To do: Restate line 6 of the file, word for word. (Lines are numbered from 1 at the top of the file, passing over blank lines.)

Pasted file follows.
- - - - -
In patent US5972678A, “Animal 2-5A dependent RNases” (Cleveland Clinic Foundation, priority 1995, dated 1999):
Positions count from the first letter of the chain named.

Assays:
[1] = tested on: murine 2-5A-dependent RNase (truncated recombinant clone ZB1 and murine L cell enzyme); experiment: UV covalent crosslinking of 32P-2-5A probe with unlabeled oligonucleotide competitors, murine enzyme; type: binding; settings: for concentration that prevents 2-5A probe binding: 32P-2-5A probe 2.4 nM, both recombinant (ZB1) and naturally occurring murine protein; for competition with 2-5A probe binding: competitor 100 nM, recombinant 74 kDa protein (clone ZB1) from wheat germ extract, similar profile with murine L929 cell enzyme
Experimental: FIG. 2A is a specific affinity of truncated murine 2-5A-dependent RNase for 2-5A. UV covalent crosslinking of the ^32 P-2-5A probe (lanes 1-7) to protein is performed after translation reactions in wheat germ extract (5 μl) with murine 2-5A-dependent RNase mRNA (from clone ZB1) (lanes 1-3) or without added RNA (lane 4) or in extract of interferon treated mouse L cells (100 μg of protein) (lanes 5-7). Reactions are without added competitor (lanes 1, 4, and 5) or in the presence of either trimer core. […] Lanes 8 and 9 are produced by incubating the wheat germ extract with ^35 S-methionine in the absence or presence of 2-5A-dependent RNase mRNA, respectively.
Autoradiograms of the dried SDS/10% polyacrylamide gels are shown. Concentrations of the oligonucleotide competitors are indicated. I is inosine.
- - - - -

Autoradiograms of the dried SDS/10% polyacrylamide gels are shown. Concentrations of the oligonucleotide competitors are indicated. I is inosine.